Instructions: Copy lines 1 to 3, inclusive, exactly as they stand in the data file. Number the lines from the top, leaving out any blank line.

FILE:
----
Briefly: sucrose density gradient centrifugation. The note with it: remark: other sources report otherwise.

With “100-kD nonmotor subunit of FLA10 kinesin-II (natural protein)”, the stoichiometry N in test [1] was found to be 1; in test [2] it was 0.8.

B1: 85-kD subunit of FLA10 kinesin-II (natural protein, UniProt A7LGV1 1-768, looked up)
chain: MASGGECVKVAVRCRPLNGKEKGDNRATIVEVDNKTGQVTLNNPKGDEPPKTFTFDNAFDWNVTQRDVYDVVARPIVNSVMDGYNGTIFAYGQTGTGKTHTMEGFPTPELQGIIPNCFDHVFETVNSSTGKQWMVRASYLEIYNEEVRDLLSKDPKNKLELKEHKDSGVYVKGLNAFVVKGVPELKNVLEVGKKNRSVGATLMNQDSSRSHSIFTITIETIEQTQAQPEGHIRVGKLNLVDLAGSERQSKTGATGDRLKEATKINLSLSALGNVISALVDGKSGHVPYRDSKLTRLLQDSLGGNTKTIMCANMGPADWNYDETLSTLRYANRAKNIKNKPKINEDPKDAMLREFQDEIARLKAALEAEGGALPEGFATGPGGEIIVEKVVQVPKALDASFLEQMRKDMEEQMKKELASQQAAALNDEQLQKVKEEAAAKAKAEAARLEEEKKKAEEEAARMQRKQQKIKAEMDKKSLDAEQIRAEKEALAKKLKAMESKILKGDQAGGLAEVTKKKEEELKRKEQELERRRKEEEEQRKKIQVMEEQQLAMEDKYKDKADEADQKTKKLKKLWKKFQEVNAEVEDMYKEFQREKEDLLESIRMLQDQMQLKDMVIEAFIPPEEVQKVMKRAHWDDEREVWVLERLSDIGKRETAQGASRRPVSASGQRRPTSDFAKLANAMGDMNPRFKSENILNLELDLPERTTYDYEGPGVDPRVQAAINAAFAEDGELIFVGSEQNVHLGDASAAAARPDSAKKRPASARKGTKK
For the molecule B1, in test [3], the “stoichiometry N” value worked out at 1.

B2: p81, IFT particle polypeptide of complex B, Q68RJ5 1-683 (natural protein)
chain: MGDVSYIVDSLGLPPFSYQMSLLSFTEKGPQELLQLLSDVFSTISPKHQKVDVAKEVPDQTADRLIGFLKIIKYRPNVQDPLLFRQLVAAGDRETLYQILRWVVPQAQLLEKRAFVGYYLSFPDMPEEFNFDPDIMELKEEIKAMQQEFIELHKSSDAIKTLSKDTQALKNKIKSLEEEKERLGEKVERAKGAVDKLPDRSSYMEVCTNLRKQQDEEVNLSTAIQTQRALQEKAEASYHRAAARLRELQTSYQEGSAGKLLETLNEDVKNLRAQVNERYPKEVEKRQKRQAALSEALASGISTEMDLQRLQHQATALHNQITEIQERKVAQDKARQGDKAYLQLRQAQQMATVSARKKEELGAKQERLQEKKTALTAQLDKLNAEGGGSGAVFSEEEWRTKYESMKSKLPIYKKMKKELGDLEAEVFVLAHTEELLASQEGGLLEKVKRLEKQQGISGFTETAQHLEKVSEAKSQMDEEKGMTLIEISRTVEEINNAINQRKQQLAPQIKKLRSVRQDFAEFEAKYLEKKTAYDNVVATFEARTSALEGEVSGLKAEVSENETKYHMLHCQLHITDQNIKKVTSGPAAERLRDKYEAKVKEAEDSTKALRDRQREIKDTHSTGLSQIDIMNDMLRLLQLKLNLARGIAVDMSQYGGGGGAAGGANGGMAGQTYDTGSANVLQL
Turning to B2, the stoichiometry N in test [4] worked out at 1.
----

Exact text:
Briefly: sucrose density gradient centrifugation. The note with it: remark: other sources report otherwise.

With “100-kD nonmotor subunit of FLA10 kinesin-II (natural protein)”, the stoichiometry N in test [1] was found to be 1; in test [2] it was 0.8.

B1: 85-kD subunit of FLA10 kinesin-II (natural protein, UniProt A7LGV1 1-768, looked up)